Peter Laviolette gets All Star coaching nod after excellent job at halfway mark
As we cross the halfway point of the NHL season, it’s impossible not to notice the impressive job Peter Laviolette has done in his first season at the helm of the New York Rangers. The team’s record stands at 27-13-2, accumulating 56 points, which not only tops the Metropolitan Division, but also ranks them third in the Eastern Conference.
His great first half has also earned him the right to coach the Metro Division at the NHL All Star Game in Toronto on Feb. 3. For Laviolette, it will be the third time in his career that he’s coached at the event. This will be his first time back as a coach since 2018 with the Nashville Predators.
Peter Laviolette has an All Star first half
The 59 year-old bench boss can attribute much of his success and the Rangers to outstanding special teams performances. New York boasts the second-best power play percentage (28.2%) in the league and are an impressive seventh in penalty killing percentage (83.9%).
Laviolette’s approach has been a mix of humility and realism when dealing with his charges.
“To be honest, it hasn’t gone through my mind much,” Laviolette reflected on the season’s first half. “There are a lot of good things that we did. Certainly, the last five or six games there’s room for improvement.”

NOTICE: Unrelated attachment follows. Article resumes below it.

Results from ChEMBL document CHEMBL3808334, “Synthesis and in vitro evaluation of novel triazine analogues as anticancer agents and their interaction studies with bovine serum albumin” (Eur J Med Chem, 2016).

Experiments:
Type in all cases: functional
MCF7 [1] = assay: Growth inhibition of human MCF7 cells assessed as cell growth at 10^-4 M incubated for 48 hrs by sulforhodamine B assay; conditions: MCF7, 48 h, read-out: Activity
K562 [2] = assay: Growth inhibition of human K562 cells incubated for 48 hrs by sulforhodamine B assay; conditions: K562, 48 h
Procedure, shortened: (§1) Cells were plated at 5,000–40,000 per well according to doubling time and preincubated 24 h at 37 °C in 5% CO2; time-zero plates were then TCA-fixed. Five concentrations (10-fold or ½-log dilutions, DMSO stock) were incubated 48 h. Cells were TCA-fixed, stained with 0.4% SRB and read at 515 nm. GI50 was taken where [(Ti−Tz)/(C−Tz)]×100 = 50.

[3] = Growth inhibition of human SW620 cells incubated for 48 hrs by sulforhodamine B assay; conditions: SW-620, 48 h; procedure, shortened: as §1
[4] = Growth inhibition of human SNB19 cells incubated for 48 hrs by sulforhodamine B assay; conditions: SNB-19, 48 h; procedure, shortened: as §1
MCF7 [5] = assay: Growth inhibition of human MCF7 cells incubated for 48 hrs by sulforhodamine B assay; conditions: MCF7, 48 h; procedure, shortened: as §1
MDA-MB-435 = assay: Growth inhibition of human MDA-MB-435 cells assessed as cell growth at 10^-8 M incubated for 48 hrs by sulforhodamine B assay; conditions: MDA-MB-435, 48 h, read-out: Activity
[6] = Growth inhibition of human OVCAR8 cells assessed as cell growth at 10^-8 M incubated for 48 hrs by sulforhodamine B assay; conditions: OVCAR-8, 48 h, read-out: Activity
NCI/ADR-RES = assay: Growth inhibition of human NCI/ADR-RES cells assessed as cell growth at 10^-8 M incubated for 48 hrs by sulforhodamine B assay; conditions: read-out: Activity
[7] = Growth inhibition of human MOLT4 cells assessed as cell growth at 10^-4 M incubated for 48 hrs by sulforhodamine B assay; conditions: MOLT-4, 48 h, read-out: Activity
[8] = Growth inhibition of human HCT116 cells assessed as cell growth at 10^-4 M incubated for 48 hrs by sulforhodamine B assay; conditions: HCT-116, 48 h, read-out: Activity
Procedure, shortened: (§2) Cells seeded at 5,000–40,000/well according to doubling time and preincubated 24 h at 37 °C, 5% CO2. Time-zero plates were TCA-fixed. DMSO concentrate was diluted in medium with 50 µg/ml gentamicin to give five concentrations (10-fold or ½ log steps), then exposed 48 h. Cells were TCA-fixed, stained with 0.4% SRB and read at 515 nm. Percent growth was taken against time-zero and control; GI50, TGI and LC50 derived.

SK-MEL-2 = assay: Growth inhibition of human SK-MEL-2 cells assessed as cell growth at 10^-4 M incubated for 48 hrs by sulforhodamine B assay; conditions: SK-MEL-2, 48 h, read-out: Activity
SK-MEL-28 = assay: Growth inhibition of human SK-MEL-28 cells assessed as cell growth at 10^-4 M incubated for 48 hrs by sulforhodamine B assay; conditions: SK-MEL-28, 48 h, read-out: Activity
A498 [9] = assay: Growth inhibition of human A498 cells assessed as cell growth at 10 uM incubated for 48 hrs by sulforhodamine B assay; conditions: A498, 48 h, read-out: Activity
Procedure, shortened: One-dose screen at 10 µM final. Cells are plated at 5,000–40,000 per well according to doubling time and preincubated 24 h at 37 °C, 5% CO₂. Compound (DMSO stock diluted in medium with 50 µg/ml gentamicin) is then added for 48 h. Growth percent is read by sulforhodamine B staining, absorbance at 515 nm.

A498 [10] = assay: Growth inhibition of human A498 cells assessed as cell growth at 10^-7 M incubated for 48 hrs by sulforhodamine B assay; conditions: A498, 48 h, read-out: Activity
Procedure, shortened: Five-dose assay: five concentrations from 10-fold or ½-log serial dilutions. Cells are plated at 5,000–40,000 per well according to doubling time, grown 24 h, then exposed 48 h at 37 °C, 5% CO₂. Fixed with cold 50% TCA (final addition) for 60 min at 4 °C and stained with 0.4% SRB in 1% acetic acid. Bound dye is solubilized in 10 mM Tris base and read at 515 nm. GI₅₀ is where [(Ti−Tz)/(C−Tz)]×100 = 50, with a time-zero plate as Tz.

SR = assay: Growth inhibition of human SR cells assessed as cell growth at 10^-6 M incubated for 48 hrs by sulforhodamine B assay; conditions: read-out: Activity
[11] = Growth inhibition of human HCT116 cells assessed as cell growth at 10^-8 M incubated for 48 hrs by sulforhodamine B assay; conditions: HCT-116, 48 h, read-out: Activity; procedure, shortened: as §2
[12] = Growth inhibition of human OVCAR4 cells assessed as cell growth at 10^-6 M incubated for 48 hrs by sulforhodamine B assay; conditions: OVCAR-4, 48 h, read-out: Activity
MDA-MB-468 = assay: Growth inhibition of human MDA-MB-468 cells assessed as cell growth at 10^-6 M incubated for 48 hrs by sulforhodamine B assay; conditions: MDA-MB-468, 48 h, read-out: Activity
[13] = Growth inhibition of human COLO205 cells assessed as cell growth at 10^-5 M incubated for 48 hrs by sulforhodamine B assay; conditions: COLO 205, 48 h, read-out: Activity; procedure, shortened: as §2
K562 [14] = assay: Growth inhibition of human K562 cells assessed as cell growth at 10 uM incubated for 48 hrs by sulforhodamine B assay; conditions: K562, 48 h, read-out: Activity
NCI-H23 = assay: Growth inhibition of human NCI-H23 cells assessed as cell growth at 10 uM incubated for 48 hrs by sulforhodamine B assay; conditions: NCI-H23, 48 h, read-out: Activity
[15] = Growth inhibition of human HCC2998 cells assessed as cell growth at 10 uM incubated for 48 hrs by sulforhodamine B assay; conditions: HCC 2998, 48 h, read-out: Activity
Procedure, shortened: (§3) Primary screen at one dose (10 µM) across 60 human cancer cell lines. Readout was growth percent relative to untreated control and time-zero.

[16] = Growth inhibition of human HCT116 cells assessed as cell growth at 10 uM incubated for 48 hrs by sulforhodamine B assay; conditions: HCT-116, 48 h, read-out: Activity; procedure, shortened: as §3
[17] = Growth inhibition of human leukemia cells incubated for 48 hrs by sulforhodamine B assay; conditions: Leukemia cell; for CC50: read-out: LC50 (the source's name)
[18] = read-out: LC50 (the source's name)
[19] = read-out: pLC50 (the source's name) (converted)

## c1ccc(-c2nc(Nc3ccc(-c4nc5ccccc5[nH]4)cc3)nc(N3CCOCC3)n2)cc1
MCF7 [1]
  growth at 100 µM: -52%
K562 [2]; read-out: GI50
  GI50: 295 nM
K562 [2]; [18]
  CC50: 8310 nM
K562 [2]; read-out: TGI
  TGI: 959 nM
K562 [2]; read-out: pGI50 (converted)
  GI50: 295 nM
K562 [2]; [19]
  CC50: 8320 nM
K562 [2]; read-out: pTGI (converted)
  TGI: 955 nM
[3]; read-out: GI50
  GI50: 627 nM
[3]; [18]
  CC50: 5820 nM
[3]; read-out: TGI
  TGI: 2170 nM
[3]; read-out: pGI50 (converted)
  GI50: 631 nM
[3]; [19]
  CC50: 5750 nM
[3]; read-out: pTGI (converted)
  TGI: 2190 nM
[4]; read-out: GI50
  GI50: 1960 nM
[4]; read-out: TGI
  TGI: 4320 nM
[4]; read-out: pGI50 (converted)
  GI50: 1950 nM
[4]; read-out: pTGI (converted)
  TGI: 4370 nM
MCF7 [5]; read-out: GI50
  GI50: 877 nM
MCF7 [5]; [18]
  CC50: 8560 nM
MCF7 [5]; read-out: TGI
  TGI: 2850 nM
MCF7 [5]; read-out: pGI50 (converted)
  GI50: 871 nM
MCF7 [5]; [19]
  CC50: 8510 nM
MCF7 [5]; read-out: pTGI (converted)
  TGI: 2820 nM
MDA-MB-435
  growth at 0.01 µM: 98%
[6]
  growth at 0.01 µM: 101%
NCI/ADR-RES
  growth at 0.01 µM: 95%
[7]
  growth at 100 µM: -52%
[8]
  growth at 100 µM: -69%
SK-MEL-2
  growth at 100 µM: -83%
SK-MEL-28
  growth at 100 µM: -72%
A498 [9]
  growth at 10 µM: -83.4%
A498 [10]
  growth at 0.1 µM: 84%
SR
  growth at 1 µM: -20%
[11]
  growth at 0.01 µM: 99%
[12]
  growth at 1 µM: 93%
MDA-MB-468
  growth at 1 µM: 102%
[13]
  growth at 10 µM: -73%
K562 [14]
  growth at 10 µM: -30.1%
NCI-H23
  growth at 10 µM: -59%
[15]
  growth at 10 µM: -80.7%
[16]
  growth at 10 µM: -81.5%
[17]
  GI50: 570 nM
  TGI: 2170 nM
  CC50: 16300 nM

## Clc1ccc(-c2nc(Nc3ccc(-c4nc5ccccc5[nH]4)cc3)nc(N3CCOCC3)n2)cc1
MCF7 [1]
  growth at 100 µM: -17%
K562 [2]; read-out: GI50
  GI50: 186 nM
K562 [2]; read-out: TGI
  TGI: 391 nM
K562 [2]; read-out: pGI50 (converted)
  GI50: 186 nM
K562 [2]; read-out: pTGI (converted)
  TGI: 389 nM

Despite their early season dominance, the Rangers have faced challenges, playing .500 hockey over the last 19 games with a record of 9-9-1. This includes a concerning four-game losing streak, which they fortunately snapped with a 2-1 victory against the Washington Capitals on Sunday afternoon. The win was a testament to the team’s resilience and ability to bounce back under pressure once again.
“They’re all important, even if they’re not division,” he said. “It seems like the division is winning every night. It’s amazing how many streaks are going on in the NHL right now. There are peaks and valleys inside of a season, you’ve just got to maintain a course.”
Another crucial element of the Rangers’ success under Laviolette has been his emphasis on work ethic and the structured system he has implemented. This approach has not only improved individual performances but also fostered a strong team cohesion, enabling the Rangers to excel in challenging situations.
Laviolette’s extraordinary efforts were acknowledged when he was named as a coach for the All-Star Game in Toronto. This recognition is a fitting tribute to a coach who has brought a new identity to the Rangers, setting them on a course for potentially deep playoff run.
Laviolette’s tenure with the Blueshirts so far has been nothing short of exemplary. His blend of strategic acumen, emphasis on work ethic, and ability to adapt has positioned the Rangers as a formidable force in the NHL.
As the team gears up for the second half of the season, all eyes will be on the veteran head coach to see if he can maintain this momentum and lead the Rangers to their first Stanley Cup victory in 30 years.